Summary: Researchers report dysregulated expression of a gene complex could explain why PMDD is a disorder of cellular response to progesterone and estrogen.
Dysregulated cellular response to estrogen and progesterone suspected.
National Institutes of Health (NIH) researchers have discovered molecular mechanisms that may underlie a woman’s susceptibility to disabling irritability, sadness, and anxiety in the days leading up to her menstrual period. Such premenstrual dysphoric disorder (PMDD) affects 2 to 5 percent of women of reproductive age, whereas less severe premenstrual syndrome (PMS) is much more common.
“We found dysregulated expression in a suspect gene complex which adds to evidence that PMDD is a disorder of cellular response to estrogen and progesterone,” explained Peter Schmidt, M.D. of the NIH’s National Institute of Mental Health, Behavioral Endocrinology Branch. “Learning more about the role of this gene complex holds hope for improved treatment of such prevalent reproductive endocrine-related mood disorders.”
Schmidt, David Goldman, M.D., of the NIH’s National Institute on Alcohol Abuse and Alcoholism, and colleagues, report on their findings January 3, 2017 in the journal Molecular Psychiatry.
“This is a big moment for women’s health, because it establishes that women with PMDD have an intrinsic difference in their molecular apparatus for response to sex hormones – not just emotional behaviors they should be able to voluntarily control,” said Goldman.
By the late 1990s, the NIMH team had demonstrated that women who regularly experience mood disorder symptoms just prior to their periods were abnormally sensitive to normal changes in sex hormones – even though their hormone levels were normal. But the cause remained a mystery.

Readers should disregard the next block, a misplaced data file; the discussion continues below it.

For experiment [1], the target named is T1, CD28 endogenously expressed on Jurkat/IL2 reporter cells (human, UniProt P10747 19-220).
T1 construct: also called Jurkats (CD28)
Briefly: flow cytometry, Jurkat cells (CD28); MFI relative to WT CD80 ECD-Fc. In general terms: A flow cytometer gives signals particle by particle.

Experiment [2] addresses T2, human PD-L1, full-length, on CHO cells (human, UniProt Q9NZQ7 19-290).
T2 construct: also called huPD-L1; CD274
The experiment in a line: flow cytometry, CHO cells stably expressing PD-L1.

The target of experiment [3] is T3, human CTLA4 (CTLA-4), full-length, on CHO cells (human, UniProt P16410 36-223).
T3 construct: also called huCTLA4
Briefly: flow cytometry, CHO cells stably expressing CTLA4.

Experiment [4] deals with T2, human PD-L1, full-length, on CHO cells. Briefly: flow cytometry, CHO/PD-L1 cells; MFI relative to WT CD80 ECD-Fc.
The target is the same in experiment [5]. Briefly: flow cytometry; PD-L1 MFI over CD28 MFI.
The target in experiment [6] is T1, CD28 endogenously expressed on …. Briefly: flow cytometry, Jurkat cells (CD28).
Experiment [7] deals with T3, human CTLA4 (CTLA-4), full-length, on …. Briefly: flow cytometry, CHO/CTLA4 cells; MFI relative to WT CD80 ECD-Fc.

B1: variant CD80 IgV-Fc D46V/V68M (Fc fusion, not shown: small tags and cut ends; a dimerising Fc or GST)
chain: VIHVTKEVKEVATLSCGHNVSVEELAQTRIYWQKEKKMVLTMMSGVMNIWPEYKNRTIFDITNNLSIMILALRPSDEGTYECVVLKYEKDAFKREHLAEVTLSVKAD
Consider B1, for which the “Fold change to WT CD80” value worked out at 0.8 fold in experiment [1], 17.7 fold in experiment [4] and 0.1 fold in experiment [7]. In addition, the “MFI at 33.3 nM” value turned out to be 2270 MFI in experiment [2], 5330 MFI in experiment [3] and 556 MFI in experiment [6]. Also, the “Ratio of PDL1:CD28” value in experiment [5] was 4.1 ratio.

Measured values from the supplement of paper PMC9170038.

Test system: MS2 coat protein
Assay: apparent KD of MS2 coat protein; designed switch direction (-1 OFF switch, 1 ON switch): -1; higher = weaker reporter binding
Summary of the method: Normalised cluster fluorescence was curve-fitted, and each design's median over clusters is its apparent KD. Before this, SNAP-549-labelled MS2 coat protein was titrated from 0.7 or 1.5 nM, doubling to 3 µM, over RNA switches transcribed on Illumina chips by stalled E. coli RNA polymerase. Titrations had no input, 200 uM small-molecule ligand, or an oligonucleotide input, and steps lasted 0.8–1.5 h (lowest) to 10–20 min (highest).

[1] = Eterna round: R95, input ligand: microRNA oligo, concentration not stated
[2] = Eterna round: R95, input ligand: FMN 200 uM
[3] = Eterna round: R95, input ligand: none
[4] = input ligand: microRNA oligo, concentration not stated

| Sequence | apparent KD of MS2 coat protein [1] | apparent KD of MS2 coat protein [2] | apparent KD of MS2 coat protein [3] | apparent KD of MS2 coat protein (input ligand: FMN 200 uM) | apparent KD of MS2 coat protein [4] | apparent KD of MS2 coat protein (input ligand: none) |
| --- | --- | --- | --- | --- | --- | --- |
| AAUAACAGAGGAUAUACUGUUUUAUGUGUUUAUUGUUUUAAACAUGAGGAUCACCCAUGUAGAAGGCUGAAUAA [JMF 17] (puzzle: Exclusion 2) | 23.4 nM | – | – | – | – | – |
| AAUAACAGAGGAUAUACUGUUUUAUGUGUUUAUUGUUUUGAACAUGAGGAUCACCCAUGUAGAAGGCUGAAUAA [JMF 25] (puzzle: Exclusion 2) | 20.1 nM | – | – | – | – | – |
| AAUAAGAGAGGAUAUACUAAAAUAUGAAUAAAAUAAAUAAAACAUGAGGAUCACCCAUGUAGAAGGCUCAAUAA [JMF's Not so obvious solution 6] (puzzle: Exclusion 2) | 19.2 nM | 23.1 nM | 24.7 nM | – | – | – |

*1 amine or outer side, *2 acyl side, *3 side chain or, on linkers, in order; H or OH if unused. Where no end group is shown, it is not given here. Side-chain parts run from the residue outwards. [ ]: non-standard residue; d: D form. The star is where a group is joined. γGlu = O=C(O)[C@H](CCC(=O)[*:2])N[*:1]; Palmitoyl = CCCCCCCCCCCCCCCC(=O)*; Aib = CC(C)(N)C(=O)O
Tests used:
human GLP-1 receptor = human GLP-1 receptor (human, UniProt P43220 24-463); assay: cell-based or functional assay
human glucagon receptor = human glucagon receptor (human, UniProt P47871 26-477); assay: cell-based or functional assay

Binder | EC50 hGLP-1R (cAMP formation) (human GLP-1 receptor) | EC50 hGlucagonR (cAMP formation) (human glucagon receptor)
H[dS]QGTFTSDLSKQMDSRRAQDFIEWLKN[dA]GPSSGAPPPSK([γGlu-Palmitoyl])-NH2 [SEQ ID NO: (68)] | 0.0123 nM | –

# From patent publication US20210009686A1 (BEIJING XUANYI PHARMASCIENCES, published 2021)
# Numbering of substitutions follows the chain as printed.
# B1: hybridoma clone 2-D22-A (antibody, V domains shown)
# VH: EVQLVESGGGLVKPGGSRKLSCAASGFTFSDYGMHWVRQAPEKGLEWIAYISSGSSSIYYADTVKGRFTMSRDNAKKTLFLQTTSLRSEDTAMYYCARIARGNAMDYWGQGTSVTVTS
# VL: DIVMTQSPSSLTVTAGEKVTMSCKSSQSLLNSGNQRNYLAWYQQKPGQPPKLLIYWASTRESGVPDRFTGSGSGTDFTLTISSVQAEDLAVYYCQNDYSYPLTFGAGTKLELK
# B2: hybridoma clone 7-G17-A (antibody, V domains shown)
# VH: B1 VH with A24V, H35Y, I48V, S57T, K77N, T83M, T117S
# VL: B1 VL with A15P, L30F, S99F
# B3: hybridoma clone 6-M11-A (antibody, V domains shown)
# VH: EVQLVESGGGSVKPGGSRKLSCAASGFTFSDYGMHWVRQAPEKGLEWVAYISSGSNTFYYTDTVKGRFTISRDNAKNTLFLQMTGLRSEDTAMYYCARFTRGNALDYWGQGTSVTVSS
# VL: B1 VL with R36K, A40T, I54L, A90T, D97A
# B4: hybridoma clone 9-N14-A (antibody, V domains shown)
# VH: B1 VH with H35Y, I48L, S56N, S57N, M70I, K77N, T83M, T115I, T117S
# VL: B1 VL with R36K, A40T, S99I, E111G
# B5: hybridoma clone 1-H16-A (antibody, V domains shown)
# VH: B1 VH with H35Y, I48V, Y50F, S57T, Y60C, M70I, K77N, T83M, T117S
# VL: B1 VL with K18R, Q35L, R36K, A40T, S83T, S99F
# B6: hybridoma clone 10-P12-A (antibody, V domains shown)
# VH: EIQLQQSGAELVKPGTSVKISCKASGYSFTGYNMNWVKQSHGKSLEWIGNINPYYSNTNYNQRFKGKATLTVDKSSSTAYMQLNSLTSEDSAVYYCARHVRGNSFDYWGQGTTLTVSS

In women with PMDD, experimentally turning off estrogen and progesterone eliminated PMDD symptoms, while experimentally adding back the hormones triggered the re-emergence of symptoms. This confirmed that they had a biologically-based behavioral sensitivity to the hormones that might be reflected in molecular differences detectable in their cells.
Following up on clues – including the fact that PMS is 56 percent heritable – the NIH researchers studied the genetic control of gene expression in cultured white blood cell lines from women with PMDD and controls. These cells express many of the same genes expressed in brain cells – potentially providing a window into genetically-influenced differences in molecular responses to sex hormones.
An analysis of all gene transcription in the cultured cell lines turned up a large gene complex in which gene expression differed conspicuously in cells from patients compared to controls. Notably, this ESC/E(Z) (Extra Sex Combs/Enhancer of Zeste) gene complex regulates epigenetic mechanisms that govern the transcription of genes into proteins in response to the environment – including sex hormones and stressors.
More than half of the ESC/E(Z) genes were over-expressed in PMDD patients’ cells, compared to cells from controls. But paradoxically, protein expression of four key genes was decreased in cells from women with PMDD. In addition, progesterone boosted expression of several of these genes in controls, while estrogen decreased expression in cell lines derived from PMDD patients. This suggested dysregulated cellular response to the hormones in PMDD.
“For the first time, we now have cellular evidence of abnormal signaling in cells derived from women with PMDD, and a plausible biological cause for their abnormal behavioral sensitivity to estrogen and progesterone,” explained Schmidt.
Using cutting edge “disease in a dish” technologies, the researchers are now following up the leads discovered in blood cell lines in neurons induced from stem cells derived from the blood of PMDD patients – in hopes of gaining a more direct window into the ESC/E(Z) complex’s role in the brain.
About this genetics research article